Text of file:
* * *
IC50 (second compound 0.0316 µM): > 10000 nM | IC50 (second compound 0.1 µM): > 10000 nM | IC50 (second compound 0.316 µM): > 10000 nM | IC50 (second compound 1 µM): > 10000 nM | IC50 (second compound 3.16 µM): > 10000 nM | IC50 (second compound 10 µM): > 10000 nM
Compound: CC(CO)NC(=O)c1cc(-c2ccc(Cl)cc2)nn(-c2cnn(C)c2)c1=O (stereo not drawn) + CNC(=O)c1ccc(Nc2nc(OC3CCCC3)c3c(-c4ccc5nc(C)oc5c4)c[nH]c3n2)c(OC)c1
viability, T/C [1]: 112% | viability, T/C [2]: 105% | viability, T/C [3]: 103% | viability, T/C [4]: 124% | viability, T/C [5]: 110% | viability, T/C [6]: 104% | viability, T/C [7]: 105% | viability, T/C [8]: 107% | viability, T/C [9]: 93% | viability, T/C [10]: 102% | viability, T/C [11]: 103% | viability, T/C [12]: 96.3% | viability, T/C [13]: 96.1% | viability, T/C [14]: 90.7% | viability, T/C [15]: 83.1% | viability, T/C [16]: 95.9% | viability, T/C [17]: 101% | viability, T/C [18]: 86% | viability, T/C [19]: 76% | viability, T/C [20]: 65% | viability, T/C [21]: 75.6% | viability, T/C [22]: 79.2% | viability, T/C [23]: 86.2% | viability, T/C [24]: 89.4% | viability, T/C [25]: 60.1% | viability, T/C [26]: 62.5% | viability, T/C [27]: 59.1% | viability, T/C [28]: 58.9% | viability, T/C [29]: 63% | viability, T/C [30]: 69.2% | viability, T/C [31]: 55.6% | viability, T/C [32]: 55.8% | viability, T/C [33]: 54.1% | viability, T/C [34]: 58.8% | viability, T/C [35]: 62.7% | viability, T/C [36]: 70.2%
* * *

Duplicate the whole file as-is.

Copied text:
IC50 (second compound 0.0316 µM): > 10000 nM | IC50 (second compound 0.1 µM): > 10000 nM | IC50 (second compound 0.316 µM): > 10000 nM | IC50 (second compound 1 µM): > 10000 nM | IC50 (second compound 3.16 µM): > 10000 nM | IC50 (second compound 10 µM): > 10000 nM
Compound: CC(CO)NC(=O)c1cc(-c2ccc(Cl)cc2)nn(-c2cnn(C)c2)c1=O (stereo not drawn) + CNC(=O)c1ccc(Nc2nc(OC3CCCC3)c3c(-c4ccc5nc(C)oc5c4)c[nH]c3n2)c(OC)c1
viability, T/C [1]: 112% | viability, T/C [2]: 105% | viability, T/C [3]: 103% | viability, T/C [4]: 124% | viability, T/C [5]: 110% | viability, T/C [6]: 104% | viability, T/C [7]: 105% | viability, T/C [8]: 107% | viability, T/C [9]: 93% | viability, T/C [10]: 102% | viability, T/C [11]: 103% | viability, T/C [12]: 96.3% | viability, T/C [13]: 96.1% | viability, T/C [14]: 90.7% | viability, T/C [15]: 83.1% | viability, T/C [16]: 95.9% | viability, T/C [17]: 101% | viability, T/C [18]: 86% | viability, T/C [19]: 76% | viability, T/C [20]: 65% | viability, T/C [21]: 75.6% | viability, T/C [22]: 79.2% | viability, T/C [23]: 86.2% | viability, T/C [24]: 89.4% | viability, T/C [25]: 60.1% | viability, T/C [26]: 62.5% | viability, T/C [27]: 59.1% | viability, T/C [28]: 58.9% | viability, T/C [29]: 63% | viability, T/C [30]: 69.2% | viability, T/C [31]: 55.6% | viability, T/C [32]: 55.8% | viability, T/C [33]: 54.1% | viability, T/C [34]: 58.8% | viability, T/C [35]: 62.7% | viability, T/C [36]: 70.2%